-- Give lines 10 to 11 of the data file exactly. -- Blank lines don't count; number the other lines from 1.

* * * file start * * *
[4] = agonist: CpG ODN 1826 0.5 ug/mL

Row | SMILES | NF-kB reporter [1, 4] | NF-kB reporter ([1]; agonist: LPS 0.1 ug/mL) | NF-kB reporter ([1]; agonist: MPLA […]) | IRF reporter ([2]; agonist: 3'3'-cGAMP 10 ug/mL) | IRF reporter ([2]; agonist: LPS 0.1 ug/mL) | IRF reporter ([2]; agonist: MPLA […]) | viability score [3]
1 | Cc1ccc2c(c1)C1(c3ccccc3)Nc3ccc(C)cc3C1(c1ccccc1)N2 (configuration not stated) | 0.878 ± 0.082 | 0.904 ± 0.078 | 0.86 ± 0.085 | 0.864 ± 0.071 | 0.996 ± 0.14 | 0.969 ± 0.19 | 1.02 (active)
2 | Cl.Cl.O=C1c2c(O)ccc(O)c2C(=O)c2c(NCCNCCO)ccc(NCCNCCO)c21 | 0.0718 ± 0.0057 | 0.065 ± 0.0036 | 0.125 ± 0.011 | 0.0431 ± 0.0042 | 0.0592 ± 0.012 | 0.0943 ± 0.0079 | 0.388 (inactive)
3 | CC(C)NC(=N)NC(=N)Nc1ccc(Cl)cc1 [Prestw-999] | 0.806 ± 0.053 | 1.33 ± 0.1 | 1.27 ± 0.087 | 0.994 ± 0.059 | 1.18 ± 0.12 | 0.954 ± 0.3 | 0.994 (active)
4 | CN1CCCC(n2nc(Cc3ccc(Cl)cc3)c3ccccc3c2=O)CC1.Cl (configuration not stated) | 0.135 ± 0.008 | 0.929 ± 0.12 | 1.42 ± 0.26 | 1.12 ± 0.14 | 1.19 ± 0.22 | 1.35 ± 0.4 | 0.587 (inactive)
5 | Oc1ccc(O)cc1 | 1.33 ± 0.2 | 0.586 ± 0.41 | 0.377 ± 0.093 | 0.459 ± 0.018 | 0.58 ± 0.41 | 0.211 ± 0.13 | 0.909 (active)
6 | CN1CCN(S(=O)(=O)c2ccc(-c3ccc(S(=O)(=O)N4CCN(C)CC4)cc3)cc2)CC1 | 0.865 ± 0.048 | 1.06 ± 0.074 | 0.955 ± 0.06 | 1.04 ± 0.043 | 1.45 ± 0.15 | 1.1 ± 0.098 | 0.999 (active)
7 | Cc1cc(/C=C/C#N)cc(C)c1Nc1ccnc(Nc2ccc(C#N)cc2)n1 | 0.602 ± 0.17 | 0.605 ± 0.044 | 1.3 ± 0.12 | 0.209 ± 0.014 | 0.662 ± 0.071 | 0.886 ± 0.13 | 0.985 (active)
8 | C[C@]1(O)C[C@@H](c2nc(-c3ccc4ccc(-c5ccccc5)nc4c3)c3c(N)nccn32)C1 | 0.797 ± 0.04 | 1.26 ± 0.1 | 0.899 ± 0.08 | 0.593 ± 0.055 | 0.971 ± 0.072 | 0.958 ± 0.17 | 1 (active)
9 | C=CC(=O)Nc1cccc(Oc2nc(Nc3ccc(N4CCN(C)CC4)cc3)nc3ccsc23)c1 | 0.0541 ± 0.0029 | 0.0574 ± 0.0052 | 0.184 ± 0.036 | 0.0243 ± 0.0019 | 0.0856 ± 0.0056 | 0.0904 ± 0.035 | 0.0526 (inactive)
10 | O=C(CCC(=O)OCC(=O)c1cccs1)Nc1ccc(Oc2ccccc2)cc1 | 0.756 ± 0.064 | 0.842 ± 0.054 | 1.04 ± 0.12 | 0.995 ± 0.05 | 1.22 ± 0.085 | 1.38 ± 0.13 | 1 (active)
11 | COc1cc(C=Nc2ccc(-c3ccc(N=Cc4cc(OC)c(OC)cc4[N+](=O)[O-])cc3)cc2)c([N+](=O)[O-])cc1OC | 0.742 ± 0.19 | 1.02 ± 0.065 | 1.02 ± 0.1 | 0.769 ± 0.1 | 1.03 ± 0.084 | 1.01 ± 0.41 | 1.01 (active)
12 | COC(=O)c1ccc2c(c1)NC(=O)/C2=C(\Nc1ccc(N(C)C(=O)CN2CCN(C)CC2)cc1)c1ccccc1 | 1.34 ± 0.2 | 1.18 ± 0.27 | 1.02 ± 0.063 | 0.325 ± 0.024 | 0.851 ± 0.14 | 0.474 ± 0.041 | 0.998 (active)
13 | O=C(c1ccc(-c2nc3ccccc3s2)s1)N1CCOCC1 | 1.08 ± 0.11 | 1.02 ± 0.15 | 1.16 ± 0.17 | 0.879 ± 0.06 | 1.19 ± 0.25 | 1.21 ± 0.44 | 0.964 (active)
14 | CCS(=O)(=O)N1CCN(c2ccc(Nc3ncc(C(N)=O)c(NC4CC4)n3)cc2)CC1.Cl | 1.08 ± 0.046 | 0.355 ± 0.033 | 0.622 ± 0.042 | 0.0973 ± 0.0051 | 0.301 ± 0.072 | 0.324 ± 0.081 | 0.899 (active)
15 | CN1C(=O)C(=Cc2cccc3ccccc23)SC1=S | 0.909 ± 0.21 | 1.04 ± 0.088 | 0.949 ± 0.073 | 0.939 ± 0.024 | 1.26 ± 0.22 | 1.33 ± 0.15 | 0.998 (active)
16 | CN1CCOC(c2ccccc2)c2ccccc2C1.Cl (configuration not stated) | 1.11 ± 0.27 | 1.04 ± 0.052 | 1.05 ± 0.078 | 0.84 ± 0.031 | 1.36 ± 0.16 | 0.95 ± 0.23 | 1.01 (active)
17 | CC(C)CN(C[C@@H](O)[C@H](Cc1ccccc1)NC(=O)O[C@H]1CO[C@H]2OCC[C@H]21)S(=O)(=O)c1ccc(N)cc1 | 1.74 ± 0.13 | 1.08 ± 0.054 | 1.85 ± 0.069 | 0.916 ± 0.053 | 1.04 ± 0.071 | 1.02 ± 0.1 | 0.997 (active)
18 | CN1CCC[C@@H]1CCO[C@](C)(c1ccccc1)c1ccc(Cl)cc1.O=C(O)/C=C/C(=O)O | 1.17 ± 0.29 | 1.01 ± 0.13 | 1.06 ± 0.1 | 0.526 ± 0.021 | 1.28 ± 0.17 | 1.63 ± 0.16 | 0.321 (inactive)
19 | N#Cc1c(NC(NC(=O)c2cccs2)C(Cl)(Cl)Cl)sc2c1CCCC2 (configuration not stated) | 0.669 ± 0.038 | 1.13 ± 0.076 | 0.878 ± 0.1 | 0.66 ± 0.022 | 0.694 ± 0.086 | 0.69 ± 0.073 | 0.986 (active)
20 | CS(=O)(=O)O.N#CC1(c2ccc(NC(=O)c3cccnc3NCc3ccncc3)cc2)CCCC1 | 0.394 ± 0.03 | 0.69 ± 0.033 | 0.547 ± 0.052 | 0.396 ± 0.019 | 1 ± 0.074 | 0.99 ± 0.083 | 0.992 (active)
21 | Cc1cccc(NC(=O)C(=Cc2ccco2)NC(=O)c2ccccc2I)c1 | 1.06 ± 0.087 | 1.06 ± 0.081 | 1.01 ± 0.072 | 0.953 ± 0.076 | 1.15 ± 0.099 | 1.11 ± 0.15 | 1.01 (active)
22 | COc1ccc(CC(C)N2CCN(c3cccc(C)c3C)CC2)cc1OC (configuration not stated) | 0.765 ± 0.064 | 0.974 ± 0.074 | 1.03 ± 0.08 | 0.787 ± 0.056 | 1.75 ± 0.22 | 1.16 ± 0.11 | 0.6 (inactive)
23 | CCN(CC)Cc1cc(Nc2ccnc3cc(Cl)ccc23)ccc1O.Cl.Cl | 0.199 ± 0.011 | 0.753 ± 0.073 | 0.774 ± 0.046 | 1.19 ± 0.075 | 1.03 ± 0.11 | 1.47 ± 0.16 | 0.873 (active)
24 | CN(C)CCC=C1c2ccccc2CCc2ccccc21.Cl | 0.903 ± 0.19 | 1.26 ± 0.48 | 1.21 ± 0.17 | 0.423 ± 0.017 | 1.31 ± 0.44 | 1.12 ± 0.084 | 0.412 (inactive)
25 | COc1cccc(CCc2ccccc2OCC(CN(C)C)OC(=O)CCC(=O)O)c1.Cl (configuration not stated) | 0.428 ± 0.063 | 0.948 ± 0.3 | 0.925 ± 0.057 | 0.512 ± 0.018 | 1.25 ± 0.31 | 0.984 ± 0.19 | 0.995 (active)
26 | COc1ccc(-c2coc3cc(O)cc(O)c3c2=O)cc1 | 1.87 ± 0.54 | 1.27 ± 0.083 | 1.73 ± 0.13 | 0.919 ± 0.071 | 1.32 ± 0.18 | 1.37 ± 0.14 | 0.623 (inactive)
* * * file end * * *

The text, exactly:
8 | C[C@]1(O)C[C@@H](c2nc(-c3ccc4ccc(-c5ccccc5)nc4c3)c3c(N)nccn32)C1 | 0.797 ± 0.04 | 1.26 ± 0.1 | 0.899 ± 0.08 | 0.593 ± 0.055 | 0.971 ± 0.072 | 0.958 ± 0.17 | 1 (active)
9 | C=CC(=O)Nc1cccc(Oc2nc(Nc3ccc(N4CCN(C)CC4)cc3)nc3ccsc23)c1 | 0.0541 ± 0.0029 | 0.0574 ± 0.0052 | 0.184 ± 0.036 | 0.0243 ± 0.0019 | 0.0856 ± 0.0056 | 0.0904 ± 0.035 | 0.0526 (inactive)